PSA: Know who is Styling your Hair
Hello Blog Lovers!! I know this may seem like an off the wall post, but I just read a post on Black Girl Long Hair, as well as, Strawberri Curls. Both are well known popular natural hair care blogs. To make a long story short the posts were about stylists mixing relaxer and conditioner together on natural hair (hair not relaxed) and calling a Deep Conditioning Treatment. Find these posts Here, Here, and Here (three different posts). After reading the article (s) I felt two emotions, firstly I wanted to scream for her and secondly I wanted to scream at the stylist who is unknown to me. I admit it made me feel bad as a stylist because I hate to hear the negative stigma that comes behind bad salon experiences. As I've stated before on the blog I have been around hair all of my life (in a salon where my mom was the only stylist). I have witnessed many women come through the salon in need of desperate help for their hair after it was damaged from a previous salon job. The number one thing that I have noticed is that with some women, they are doing to much to their hair and it doesn't require much. Many women look for a hot style or the latest style but fail to make sure that the stylist is educated enough to maintain the hair in it's natural state (not just referring to natural hair, but any hair that is not styled, colored, or weaved). It's easy to learn how to put in a good weave and have your hair laid and appear flawless, but what is going on with it after it's taken down? What is he/she capable of doing with it after the weave is gone?
Over the years I've heard of women receiving extreme scalp burns from relaxers, getting excessive trims, thinning to non-existent edges due to tight braids and weaves and it has began to scare many people off from going to a hair salon and created a strong sense of insecurity in hair stylists. It's important for women to know who is styling their hair. If he/she can't grow your natural hair (natural or relaxed) it's time to move on and forget about it. The ultimate goal is and should be to maintain healthy hair. The biggest thing that my mother taught me and has always said, "You know what, you have to take care of the hair and make sure it's healthy...I can attempt to weave a person's hair all day every day but if there is nothing there for me grip for braiding or leave out to cover it and make it appear natural..what is the point?" This was before the invisible part and lace fronts became known to the masses. I don't want to seem like I'm bragging or making my mom out to be a hair guru...but as a licensed professional she was known to help grow hair. Before everyone transitioned from relaxed to natural recently in years past, women would come to my mom to help assist with growing their hair. The other thing that I learned from my mom is that if a client comes into your salon and requests for a service that you know will result in damaging their hair or could potentially take their hair out...don't do it. I know that sounds crazy because money is money you shouldn't turn it down. The ultimate question is would you rather loose a few dollars denying a service to protect you both or thousands along with your business over a lawsuit?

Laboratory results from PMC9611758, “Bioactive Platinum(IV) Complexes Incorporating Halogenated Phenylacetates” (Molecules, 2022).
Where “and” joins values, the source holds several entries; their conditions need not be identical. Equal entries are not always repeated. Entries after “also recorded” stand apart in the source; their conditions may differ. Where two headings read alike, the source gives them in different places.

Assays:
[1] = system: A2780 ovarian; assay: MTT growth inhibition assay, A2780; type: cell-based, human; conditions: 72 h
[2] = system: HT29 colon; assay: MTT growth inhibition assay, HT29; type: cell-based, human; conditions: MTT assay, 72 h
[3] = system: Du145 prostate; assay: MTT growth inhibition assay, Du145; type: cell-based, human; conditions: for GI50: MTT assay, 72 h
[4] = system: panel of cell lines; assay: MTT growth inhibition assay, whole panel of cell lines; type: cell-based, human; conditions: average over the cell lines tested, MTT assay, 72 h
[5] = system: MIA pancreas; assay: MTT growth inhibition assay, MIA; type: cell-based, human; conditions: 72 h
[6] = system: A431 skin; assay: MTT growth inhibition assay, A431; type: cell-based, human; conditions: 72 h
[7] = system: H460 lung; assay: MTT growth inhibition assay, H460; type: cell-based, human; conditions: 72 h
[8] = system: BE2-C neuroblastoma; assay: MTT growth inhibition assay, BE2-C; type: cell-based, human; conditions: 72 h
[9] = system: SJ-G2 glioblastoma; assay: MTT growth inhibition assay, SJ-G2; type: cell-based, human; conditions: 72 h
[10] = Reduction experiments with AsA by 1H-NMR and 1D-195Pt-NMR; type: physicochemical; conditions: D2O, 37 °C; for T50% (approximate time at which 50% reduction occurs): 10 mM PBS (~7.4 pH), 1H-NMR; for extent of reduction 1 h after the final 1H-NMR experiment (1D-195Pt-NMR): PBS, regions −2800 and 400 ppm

That brings me back to the stylists mixing relaxer and conditioner together...calling it a treatment and forgetting to neutralize. That within itself caused a traumatizing experience because this particular individual began to lose all of her hair. This could have resulted in a law suit (which is should have) for the salon. It's important to know who is styling your hair. Form a relationship with your stylist and if you find a good one you should treasure him/her and work out a plan together on the goals of your hair.Once they become familiar with your hair and your goals for your hair they will be able to fully help you accomplish them. Trust them to know what they are doing and give you what you pay for. I know that sounds hard at first, but it can happen. If you only visit the salon once a year or every six months (for whatever your reasons may be), make sure to stay in contact with you stylist so that the progress goals for your hair are accomplished through the work that you may do on your own. Avoid switching salons and stylists frequently this could lead to issues and problems with your hair. Lastly, as my own little "rant" as a stylist stop letting unlicensed "faux-pheshionals" and your next door neighbor do your hair, or should I say perform chemical services on your hair. It's not hard to learn how to apply permanent color, bleach, and relaxers or a half done sew in... all of that doesn't require that much skill. However, someone who is not familiar or know the proper techniques can lead to hair breakage, scalp burns, or allergic reactions. Make sure you find a salon that specializes in your particular hair care needs.
As I always I say ..I like to keep it real and tell the truth. If it's too real we can agree to disagree and love each other for it later.
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